Saturday, November 24, 2012

Metacognition, connectedness and the built environment

Just returned from a great walk with my colleagues Margarita Iglesia and Jim Newman. We visited the amazing site at Northpoint in preparation for our sustainability course in January. Riding my bike around the site before we met a few ideas crossed my mind. These had to do with metacognition and connectedness.

There has been a lot of talk about metacognition recently among educators.
Through metacognitive process we hope to encourage students to understand why they are learning what they are learning. Metacognition helps us deconstruct the learning process so we can come to understand how we learn what we learn. Potentially all of this leads to a more productive process of gaining and using knowledge.

Looking around Northpoint Park and its surroundings it's remarkable how geographically isolated it is from nearby neighborhoods. Yet the recent improvements in the park have led to very great connectivity between parts of the park and between neighborhoods on either side. Walking around the space you get a feeling not only of expansiveness but of connection with the built environment of the city. All this with surprising moments of visual intimacy.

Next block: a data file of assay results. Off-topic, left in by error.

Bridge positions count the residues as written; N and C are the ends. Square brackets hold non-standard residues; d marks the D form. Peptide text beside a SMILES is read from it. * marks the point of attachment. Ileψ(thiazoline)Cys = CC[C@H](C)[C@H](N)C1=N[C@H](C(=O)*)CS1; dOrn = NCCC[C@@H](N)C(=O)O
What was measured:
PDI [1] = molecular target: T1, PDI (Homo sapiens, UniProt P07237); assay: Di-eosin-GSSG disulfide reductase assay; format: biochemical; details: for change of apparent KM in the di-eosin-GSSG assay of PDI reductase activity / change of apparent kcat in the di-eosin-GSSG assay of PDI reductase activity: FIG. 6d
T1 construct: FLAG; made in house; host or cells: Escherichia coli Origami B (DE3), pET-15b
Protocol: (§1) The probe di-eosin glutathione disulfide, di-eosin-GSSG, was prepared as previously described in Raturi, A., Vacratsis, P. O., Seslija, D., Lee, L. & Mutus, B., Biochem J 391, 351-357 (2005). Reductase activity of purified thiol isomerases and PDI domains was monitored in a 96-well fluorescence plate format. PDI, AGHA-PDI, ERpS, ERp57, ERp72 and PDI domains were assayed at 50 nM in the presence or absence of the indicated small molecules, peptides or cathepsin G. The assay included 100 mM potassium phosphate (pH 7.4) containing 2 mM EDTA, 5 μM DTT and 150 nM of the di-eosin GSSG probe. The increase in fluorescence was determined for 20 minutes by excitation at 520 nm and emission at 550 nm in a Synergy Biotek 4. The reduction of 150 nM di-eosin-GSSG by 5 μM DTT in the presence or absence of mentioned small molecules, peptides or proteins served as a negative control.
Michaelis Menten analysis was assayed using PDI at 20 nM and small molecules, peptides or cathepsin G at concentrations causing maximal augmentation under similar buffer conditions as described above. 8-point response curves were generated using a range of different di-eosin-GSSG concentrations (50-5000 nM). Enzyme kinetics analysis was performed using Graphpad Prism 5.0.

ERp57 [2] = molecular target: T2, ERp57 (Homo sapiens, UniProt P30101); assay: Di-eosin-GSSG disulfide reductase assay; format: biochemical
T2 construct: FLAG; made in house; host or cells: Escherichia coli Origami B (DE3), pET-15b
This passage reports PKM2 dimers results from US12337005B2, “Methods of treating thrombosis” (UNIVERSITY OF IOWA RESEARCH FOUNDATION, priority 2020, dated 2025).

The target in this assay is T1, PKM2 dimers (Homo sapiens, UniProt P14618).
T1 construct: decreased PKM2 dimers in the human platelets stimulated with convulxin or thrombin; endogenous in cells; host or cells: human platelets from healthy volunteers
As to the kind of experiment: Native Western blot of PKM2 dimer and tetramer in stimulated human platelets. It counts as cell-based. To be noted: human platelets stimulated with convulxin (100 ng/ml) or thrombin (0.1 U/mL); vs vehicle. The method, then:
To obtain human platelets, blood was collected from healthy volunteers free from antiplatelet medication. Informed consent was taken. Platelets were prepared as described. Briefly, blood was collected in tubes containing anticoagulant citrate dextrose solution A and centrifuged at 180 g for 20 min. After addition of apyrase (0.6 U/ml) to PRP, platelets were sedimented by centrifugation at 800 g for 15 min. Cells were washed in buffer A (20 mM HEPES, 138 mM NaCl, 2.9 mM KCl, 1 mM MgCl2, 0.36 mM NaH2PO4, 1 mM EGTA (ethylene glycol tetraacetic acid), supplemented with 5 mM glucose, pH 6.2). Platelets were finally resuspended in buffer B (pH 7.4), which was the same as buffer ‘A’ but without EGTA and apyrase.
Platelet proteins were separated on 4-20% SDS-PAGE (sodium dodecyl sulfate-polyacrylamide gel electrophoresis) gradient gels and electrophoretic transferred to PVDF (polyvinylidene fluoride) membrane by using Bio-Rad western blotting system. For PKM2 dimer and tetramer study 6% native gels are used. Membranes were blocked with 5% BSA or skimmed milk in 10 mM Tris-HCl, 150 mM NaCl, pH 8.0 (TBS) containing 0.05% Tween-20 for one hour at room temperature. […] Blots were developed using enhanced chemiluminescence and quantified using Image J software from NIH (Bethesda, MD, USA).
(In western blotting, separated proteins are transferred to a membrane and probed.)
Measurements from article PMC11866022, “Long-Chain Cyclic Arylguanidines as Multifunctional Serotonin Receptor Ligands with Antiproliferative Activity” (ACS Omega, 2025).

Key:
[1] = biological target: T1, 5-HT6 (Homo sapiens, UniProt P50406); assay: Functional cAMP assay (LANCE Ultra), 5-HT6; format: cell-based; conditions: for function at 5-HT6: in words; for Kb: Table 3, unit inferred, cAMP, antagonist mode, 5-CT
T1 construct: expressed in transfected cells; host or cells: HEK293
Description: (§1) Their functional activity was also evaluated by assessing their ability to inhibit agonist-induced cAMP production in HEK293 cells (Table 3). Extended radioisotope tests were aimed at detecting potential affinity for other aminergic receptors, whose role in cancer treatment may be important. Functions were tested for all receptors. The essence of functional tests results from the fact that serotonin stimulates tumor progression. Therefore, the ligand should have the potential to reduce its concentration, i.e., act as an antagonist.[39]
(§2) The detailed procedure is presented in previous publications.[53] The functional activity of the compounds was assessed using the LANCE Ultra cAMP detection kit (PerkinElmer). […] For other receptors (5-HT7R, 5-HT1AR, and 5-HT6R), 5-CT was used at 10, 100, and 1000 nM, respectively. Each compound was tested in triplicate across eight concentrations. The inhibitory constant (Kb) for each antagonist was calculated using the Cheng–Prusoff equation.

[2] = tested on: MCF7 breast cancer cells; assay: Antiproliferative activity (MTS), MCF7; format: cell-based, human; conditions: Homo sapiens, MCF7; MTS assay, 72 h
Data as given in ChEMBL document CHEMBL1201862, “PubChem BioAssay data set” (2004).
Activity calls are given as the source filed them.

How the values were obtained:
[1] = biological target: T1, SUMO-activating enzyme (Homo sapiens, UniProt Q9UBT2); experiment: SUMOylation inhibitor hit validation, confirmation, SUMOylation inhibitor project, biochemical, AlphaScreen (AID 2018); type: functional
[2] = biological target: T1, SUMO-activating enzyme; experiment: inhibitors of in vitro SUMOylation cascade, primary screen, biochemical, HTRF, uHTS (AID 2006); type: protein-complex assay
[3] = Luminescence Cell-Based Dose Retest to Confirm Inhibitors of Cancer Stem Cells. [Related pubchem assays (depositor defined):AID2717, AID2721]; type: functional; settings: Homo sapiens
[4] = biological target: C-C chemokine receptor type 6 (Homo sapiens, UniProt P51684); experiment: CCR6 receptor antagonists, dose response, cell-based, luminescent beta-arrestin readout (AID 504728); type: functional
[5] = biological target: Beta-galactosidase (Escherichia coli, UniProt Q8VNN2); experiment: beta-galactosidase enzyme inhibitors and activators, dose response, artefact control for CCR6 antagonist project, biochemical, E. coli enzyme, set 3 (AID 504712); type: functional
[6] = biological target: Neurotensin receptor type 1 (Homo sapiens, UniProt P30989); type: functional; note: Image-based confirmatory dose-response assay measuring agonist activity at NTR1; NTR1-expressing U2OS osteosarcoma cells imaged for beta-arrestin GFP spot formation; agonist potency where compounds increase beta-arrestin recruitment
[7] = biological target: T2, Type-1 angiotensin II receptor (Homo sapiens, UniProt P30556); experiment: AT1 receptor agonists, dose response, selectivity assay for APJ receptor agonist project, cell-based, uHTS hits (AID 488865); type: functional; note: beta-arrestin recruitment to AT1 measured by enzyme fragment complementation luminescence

The site is large and complex and as we walked we grappled with the problem of how to introduce it to the students. With its long history of multiple uses and the current iteration which suggests those uses, why not provide students with a series of historical maps and accompanying images to help with them contextualize the site. Then we thought we would be able to bring students to the site at least a couple of times for them to get their bearings and make observations. Finally, we hope to engage students with a set of questions that will help them frame their designs for the future of this built environment.

So in preparation for our course in January we exercised metacognition in planning how we will utilize the site with students. We also built in a metacognitive component for the students. By observing recording and analyzing the site they will gain a connection with the unfolding process of its development.

This on top of the fact that the Northpoint site is so connected in its design. In a built environment the feeling of connection seems so important. The same can be said for any intellectual model. By feeling connected, by understanding the context of a problem, and by participating in analysis of the problem, we come to understand the process of our understanding. This, I think, is the essence of metacognition.











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